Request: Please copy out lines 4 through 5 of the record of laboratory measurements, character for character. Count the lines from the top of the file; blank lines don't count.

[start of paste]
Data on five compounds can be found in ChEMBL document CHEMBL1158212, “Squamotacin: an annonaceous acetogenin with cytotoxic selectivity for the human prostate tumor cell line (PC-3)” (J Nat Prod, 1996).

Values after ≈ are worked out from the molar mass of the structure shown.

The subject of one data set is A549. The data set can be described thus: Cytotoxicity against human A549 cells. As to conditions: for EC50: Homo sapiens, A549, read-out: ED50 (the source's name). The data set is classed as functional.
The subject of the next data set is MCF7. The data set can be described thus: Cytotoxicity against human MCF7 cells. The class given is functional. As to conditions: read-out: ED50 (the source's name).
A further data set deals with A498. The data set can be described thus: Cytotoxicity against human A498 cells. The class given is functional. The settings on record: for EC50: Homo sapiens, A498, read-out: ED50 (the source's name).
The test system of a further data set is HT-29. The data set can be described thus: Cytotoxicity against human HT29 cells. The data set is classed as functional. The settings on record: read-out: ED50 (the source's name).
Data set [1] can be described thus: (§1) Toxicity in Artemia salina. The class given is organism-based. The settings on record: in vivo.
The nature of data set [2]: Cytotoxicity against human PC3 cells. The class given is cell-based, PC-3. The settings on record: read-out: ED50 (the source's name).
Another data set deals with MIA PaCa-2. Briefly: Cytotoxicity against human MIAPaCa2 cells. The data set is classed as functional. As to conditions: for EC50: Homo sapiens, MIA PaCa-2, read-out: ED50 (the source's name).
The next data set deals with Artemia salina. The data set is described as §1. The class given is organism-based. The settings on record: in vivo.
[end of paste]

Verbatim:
The subject of the next data set is MCF7. The data set can be described thus: Cytotoxicity against human MCF7 cells. The class given is functional. As to conditions: read-out: ED50 (the source's name).
A further data set deals with A498. The data set can be described thus: Cytotoxicity against human A498 cells. The class given is functional. The settings on record: for EC50: Homo sapiens, A498, read-out: ED50 (the source's name).